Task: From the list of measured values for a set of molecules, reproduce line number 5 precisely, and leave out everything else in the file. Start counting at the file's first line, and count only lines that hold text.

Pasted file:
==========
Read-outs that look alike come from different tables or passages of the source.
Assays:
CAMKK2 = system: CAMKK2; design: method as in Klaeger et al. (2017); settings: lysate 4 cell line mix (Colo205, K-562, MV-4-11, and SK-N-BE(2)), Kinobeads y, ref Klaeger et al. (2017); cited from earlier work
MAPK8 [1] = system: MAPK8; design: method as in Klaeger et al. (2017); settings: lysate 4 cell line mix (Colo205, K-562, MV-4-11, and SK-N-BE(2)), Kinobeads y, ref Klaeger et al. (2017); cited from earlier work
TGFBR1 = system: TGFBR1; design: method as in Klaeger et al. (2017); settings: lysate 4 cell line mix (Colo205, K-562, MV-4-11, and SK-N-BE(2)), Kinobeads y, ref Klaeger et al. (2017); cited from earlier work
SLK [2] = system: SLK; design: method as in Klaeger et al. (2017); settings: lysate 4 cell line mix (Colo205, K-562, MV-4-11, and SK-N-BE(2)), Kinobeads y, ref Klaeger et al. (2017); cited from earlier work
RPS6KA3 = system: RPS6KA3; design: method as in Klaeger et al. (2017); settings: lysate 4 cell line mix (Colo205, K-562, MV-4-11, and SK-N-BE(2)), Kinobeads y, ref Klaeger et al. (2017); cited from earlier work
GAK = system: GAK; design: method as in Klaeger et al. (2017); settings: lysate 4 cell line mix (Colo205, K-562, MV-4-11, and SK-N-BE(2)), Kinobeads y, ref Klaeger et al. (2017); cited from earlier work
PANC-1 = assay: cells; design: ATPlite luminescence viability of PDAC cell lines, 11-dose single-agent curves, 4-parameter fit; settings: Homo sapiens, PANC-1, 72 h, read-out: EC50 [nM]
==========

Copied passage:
TGFBR1 = system: TGFBR1; design: method as in Klaeger et al. (2017); settings: lysate 4 cell line mix (Colo205, K-562, MV-4-11, and SK-N-BE(2)), Kinobeads y, ref Klaeger et al. (2017); cited from earlier work